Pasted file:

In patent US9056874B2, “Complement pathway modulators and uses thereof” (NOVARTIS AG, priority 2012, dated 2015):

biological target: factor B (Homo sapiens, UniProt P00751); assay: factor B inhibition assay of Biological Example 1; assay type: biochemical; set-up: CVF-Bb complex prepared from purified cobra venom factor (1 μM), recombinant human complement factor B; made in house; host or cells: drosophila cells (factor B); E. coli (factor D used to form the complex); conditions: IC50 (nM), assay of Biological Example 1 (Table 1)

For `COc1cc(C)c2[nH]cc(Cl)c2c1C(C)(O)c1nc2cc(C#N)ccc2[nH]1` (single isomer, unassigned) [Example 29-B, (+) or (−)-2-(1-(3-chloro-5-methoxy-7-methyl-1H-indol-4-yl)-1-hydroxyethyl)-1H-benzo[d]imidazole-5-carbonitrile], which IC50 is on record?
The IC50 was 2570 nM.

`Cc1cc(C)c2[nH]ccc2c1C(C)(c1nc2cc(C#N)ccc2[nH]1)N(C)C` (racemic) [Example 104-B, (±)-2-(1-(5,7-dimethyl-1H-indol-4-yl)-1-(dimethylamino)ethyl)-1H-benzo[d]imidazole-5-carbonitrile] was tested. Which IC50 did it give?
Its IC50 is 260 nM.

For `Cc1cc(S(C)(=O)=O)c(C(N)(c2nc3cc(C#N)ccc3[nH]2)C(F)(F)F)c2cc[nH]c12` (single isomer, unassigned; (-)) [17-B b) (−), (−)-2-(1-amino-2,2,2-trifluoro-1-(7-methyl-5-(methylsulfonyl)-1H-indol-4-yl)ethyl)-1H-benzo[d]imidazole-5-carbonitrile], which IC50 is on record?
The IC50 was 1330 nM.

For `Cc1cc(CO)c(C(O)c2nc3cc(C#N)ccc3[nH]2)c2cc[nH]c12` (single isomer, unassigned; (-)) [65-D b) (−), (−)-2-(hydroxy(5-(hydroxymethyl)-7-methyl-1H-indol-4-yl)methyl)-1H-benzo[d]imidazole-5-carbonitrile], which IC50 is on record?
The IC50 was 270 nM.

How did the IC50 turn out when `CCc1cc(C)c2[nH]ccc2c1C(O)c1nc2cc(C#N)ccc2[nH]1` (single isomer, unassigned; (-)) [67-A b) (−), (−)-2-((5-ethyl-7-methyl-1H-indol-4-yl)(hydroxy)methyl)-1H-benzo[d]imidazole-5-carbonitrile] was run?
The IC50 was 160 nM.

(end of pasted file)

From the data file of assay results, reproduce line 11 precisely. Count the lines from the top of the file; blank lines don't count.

How did the IC50 turn out when `CCc1cc(C)c2[nH]ccc2c1C(O)c1nc2cc(C#N)ccc2[nH]1` (single isomer, unassigned; (-)) [67-A b) (−), (−)-2-((5-ethyl-7-methyl-1H-indol-4-yl)(hydroxy)methyl)-1H-benzo[d]imidazole-5-carbonitrile] was run?